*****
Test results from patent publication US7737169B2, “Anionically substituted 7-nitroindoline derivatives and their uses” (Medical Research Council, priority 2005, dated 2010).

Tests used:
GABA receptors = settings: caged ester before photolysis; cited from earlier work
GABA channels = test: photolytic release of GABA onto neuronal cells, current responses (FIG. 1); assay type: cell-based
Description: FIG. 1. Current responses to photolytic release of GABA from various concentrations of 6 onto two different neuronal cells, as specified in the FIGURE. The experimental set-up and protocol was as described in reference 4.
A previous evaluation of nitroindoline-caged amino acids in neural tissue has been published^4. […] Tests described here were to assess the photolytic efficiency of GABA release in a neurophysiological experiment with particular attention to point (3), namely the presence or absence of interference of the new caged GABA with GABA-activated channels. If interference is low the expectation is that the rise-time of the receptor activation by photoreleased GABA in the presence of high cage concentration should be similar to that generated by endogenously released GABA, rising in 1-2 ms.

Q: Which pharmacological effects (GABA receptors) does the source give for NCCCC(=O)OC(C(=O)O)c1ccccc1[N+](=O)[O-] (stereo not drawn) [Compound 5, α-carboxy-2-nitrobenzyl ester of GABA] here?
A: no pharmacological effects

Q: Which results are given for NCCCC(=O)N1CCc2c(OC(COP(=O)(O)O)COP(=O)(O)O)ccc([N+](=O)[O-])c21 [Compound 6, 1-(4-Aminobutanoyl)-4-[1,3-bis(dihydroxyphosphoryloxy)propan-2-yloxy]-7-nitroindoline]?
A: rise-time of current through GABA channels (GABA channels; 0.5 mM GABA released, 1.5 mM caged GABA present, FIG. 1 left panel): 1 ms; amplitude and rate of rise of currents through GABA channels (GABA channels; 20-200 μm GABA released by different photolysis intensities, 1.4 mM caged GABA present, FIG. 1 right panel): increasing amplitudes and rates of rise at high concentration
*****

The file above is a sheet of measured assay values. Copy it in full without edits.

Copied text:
Test results from patent publication US7737169B2, “Anionically substituted 7-nitroindoline derivatives and their uses” (Medical Research Council, priority 2005, dated 2010).

Tests used:
GABA receptors = settings: caged ester before photolysis; cited from earlier work
GABA channels = test: photolytic release of GABA onto neuronal cells, current responses (FIG. 1); assay type: cell-based
Description: FIG. 1. Current responses to photolytic release of GABA from various concentrations of 6 onto two different neuronal cells, as specified in the FIGURE. The experimental set-up and protocol was as described in reference 4.
A previous evaluation of nitroindoline-caged amino acids in neural tissue has been published^4. […] Tests described here were to assess the photolytic efficiency of GABA release in a neurophysiological experiment with particular attention to point (3), namely the presence or absence of interference of the new caged GABA with GABA-activated channels. If interference is low the expectation is that the rise-time of the receptor activation by photoreleased GABA in the presence of high cage concentration should be similar to that generated by endogenously released GABA, rising in 1-2 ms.

Q: Which pharmacological effects (GABA receptors) does the source give for NCCCC(=O)OC(C(=O)O)c1ccccc1[N+](=O)[O-] (stereo not drawn) [Compound 5, α-carboxy-2-nitrobenzyl ester of GABA] here?
A: no pharmacological effects

Q: Which results are given for NCCCC(=O)N1CCc2c(OC(COP(=O)(O)O)COP(=O)(O)O)ccc([N+](=O)[O-])c21 [Compound 6, 1-(4-Aminobutanoyl)-4-[1,3-bis(dihydroxyphosphoryloxy)propan-2-yloxy]-7-nitroindoline]?
A: rise-time of current through GABA channels (GABA channels; 0.5 mM GABA released, 1.5 mM caged GABA present, FIG. 1 left panel): 1 ms; amplitude and rate of rise of currents through GABA channels (GABA channels; 20-200 μm GABA released by different photolysis intensities, 1.4 mM caged GABA present, FIG. 1 right panel): increasing amplitudes and rates of rise at high concentration